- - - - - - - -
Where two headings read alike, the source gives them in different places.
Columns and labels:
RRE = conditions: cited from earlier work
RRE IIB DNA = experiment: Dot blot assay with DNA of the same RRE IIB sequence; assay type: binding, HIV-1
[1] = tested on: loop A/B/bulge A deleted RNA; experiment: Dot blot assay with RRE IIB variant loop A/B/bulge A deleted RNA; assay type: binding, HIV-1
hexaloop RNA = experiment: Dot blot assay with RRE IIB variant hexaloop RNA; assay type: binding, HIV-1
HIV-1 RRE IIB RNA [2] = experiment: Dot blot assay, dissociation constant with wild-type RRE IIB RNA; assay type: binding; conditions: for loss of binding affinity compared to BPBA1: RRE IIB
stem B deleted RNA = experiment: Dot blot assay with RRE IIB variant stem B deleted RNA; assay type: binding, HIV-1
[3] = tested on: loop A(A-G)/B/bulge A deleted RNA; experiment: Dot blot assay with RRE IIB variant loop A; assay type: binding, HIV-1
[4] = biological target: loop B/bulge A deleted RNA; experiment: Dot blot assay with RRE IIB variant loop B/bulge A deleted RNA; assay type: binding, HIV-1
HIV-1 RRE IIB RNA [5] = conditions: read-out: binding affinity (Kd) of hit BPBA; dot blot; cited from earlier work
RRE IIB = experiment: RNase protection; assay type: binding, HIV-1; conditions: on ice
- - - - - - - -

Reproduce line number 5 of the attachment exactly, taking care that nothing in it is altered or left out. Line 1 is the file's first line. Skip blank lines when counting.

[1] = tested on: loop A/B/bulge A deleted RNA; experiment: Dot blot assay with RRE IIB variant loop A/B/bulge A deleted RNA; assay type: binding, HIV-1